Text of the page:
The Beginnings of Tiffany Glass
Guest Post by Megan Mayfield, MOA Marketing Intern
On February 8th, the MOA hosted a Guest Lecture by Dr. Josh Probert, titled “Tiffany Studios, Church Décor, and the Gospel of Good Taste.” Probert, an expert on the religious works of the Tiffany Glass and Decorating Company, presented a fascinating insight into the history of Tiffany Studios, in conjunction with the current MOA exhibition Tiffany Glass: Painting with Color and Light.
Louis Comfort Tiffany, son of Charles Tiffany (founder of Tiffany & Co.), started his career as a painter. Surrounded by other Hudson River painters, Tiffany flourished. His interest in glass and the decorative arts drew him to create his own company—the Tiffany Glass and Decorating Company.
While Tiffany is best known for his gorgeous stained glass lamps, the lamps weren’t produced by the company until 30 years after its founding. The early years of Tiffany Studios focused specifically on religious works for churches across the nation. The Tiffany Studios Glass Shop produced many stained-glass windows and mosaics. Along with these décor pieces, Tiffany also provided church renovations, including altars, pulpits, and chandeliers.
Many churches were completely rebuilt or renovated with designs from Tiffany. Some of these churches include the Church of the Covenant, Boston; St. Mark’s Evangelical Lutheran Church, Baltimore; and St. Paul’s Episcopal Church in Troy, NY. The Salt Lake Temple in Utah also employed Tiffany for four windows within the building.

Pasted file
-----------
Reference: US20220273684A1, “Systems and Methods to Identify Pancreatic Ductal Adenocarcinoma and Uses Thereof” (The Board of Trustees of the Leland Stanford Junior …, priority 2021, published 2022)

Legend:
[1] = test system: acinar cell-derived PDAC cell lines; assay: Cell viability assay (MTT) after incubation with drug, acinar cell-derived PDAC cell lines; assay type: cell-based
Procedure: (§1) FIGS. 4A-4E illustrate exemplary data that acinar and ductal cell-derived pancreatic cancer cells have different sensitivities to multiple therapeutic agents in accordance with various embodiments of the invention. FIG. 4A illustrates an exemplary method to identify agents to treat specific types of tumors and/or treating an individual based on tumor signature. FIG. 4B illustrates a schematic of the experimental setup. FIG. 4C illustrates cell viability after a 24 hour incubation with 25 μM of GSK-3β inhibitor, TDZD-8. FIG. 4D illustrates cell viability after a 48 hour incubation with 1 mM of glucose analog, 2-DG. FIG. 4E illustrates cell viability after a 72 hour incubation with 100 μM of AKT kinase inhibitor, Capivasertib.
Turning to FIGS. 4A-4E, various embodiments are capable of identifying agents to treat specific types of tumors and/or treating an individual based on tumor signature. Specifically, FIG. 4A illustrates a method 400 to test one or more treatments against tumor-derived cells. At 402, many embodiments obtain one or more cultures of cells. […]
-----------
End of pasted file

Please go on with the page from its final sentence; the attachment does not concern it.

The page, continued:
The boom of wealth in the United States during the Gilded Age gave rise to a new belief that a person became more elevated by being surrounded by opulence and grandeur. This new belief, coupled with many Americans’ newfound wealth helped the decorative arts explode in both the personal and public spheres. It is only natural that the decorative arts would explode in the religious sphere as well.
Visit Tiffany Glass: Painting with Color and Light at the BYU Museum of Art to experience the best of Tiffany Studios’ work, including ecclesiastic work.